Charter schools fight back in court over funding
BATON ROUGE - Charter schools fought back in court Wednesday after a state teachers group sued to challenge a formula that provides money to schools.
The Louisiana Association of Educators (LAE) say $60 million going to certain charter schools is illegal.
"The funding of these Type 2 charter schools costs local school districts literally millions of dollars each year, and that has significant impact upon those districts ability to provide educational services to their students," said LAE attorney Brian Blackwell.
The Louisiana Association of Public Charter Schools (LAPCS) wants the 19th Judicial District Court to realize the harm that would be brought to the 33 charter schools if the funding mechanism changes.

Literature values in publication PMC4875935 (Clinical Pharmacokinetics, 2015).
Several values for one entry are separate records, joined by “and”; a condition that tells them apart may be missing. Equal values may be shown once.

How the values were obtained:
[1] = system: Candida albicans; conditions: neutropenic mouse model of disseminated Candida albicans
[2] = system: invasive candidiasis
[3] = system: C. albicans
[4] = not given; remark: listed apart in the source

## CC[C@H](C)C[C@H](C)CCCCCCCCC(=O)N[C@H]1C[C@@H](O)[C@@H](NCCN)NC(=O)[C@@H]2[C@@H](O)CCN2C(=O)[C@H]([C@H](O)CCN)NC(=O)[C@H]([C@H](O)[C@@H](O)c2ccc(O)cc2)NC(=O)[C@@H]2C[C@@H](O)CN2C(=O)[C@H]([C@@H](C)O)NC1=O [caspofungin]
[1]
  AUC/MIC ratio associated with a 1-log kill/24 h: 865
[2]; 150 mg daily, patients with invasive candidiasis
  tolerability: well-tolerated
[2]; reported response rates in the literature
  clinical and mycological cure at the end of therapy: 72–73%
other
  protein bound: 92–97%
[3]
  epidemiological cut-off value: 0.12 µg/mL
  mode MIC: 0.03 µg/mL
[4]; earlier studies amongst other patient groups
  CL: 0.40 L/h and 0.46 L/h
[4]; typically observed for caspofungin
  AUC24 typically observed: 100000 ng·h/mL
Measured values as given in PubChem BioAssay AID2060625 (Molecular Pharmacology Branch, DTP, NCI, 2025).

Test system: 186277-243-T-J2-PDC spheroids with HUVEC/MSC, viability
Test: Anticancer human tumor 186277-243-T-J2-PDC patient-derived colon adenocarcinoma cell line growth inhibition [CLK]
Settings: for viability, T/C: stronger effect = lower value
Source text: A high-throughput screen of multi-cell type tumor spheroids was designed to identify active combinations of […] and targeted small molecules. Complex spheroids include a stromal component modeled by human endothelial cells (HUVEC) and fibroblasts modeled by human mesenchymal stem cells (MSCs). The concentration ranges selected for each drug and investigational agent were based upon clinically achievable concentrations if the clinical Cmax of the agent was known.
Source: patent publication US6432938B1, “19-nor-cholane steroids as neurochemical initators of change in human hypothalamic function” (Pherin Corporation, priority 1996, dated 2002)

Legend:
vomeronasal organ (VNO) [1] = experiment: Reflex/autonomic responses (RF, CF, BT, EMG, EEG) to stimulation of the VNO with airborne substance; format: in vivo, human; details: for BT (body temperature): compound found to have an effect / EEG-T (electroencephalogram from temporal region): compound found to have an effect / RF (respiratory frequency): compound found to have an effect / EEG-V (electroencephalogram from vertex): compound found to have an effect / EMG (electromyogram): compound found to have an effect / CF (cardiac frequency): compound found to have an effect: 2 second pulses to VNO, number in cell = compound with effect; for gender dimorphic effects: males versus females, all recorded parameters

"It would be extremely devastating. You're not only talking about a lack of funds to support schools' operations, teachers and staff paychecks, but you're talking about dismantling an entire public school," said LAPCS legal director Sarah Vandergriff. "What would happen to those kids if there was no longer a school to go to?"
LAE wants the court to stop the funding of charter schools through the Minimum Foundation Program.
"This is something the legislature has known is a looming problem for the last several years and they chose not to fix it," said Blackwell. "So they have it in their ability to fix it now, and we would call upon them to do that."
Judge Wilson Fields allowed LAPCS to intervene in the case Wednesday. Fields will rule Friday on whether to put a stop to the funding.